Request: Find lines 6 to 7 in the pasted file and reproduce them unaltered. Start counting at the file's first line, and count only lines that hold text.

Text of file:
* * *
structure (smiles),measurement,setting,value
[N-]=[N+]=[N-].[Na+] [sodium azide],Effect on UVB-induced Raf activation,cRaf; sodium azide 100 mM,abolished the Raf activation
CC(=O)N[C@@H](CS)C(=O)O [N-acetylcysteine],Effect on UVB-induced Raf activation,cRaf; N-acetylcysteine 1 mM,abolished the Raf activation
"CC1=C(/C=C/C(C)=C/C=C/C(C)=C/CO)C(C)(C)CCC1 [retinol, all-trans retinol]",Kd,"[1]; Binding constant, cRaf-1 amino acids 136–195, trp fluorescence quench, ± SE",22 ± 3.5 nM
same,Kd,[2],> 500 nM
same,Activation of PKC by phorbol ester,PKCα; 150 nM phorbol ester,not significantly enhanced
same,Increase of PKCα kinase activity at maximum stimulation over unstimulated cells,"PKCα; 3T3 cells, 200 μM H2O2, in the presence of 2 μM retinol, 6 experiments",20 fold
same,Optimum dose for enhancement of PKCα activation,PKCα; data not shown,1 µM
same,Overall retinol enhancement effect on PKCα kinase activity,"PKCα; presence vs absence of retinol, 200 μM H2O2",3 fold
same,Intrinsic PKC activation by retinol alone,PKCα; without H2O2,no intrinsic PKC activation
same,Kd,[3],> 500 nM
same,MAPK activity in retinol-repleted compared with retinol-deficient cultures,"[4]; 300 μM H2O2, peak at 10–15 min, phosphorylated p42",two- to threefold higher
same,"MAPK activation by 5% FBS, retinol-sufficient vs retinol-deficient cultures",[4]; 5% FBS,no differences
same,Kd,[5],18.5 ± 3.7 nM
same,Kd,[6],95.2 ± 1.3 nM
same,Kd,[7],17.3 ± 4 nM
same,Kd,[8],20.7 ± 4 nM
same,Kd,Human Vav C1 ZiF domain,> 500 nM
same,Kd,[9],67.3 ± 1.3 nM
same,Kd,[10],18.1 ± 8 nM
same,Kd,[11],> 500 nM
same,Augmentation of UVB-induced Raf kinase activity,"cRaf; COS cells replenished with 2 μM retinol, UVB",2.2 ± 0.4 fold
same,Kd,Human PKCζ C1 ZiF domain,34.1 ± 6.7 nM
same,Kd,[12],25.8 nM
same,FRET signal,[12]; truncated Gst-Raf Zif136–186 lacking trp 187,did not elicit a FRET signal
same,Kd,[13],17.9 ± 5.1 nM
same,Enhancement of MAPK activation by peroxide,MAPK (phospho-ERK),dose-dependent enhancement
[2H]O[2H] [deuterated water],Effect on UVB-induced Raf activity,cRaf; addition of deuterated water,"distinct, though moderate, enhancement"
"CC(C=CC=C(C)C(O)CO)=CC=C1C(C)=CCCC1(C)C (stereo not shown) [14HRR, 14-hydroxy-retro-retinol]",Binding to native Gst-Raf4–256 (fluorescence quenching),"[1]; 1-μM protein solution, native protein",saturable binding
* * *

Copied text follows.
same,Activation of PKC by phorbol ester,PKCα; 150 nM phorbol ester,not significantly enhanced
same,Increase of PKCα kinase activity at maximum stimulation over unstimulated cells,"PKCα; 3T3 cells, 200 μM H2O2, in the presence of 2 μM retinol, 6 experiments",20 fold